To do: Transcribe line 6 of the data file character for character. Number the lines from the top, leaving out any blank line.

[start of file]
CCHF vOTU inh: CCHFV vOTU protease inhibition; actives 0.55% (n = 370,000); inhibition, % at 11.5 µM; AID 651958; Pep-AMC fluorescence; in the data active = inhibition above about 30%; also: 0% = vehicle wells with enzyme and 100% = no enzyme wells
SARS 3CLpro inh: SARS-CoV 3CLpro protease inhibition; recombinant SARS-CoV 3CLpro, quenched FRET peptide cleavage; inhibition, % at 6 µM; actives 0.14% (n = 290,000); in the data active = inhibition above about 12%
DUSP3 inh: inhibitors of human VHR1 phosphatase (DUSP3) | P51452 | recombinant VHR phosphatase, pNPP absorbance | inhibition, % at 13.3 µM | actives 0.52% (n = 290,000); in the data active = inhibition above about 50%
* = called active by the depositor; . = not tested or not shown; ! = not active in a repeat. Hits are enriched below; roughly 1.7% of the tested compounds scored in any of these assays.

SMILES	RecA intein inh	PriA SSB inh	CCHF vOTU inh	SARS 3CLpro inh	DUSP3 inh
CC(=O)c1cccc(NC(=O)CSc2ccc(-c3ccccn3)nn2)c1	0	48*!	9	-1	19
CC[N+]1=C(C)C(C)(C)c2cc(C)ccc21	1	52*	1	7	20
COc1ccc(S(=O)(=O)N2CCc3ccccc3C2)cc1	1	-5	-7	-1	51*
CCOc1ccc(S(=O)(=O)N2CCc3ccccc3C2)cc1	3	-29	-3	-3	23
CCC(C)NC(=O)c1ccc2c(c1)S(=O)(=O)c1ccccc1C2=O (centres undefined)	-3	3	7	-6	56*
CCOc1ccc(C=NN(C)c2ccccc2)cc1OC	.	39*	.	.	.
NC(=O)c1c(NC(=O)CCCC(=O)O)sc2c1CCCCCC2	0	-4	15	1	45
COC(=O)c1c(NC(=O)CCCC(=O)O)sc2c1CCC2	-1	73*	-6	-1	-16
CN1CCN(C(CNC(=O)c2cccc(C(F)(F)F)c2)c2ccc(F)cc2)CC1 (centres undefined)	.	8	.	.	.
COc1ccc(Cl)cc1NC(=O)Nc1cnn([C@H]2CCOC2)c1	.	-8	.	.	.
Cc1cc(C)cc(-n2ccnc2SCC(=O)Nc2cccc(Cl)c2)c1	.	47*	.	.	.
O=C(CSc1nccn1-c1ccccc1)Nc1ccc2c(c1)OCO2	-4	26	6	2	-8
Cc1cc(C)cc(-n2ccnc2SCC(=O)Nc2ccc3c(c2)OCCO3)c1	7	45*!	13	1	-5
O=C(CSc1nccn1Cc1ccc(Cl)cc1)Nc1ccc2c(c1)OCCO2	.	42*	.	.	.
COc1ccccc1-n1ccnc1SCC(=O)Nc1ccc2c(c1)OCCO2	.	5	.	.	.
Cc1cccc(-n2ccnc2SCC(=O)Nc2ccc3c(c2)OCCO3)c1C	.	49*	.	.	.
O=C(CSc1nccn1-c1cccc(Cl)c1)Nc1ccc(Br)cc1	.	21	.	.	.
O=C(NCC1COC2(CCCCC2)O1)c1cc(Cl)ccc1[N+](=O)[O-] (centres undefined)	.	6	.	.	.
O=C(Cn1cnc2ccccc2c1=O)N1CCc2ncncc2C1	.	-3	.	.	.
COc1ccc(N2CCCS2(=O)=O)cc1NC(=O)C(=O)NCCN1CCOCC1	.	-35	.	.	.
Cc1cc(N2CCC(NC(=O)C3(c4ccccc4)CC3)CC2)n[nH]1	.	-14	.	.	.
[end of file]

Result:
CC(=O)c1cccc(NC(=O)CSc2ccc(-c3ccccn3)nn2)c1	0	48*!	9	-1	19